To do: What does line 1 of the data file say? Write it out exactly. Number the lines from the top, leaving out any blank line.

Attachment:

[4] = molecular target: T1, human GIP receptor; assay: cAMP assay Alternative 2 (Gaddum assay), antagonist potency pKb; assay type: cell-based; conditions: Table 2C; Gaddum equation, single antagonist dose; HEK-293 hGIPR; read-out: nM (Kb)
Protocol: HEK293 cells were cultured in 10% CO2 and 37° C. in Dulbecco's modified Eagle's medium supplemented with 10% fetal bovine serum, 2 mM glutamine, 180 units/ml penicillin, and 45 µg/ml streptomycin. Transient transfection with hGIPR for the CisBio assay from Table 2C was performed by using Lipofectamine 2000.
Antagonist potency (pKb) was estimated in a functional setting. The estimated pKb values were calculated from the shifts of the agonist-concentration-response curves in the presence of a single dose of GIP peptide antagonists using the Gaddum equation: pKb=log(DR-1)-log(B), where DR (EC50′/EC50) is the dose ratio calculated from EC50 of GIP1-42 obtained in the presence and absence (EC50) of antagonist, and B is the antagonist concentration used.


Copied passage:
[4] = molecular target: T1, human GIP receptor; assay: cAMP assay Alternative 2 (Gaddum assay), antagonist potency pKb; assay type: cell-based; conditions: Table 2C; Gaddum equation, single antagonist dose; HEK-293 hGIPR; read-out: nM (Kb)